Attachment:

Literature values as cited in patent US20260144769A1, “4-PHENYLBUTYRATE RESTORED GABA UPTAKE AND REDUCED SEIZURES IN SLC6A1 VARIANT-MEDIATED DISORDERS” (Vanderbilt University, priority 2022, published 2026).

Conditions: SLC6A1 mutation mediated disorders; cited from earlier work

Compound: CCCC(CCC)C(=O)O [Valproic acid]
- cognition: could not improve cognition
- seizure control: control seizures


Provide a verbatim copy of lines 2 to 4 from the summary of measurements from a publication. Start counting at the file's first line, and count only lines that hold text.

Conditions: SLC6A1 mutation mediated disorders; cited from earlier work

Compound: CCCC(CCC)C(=O)O [Valproic acid]
- cognition: could not improve cognition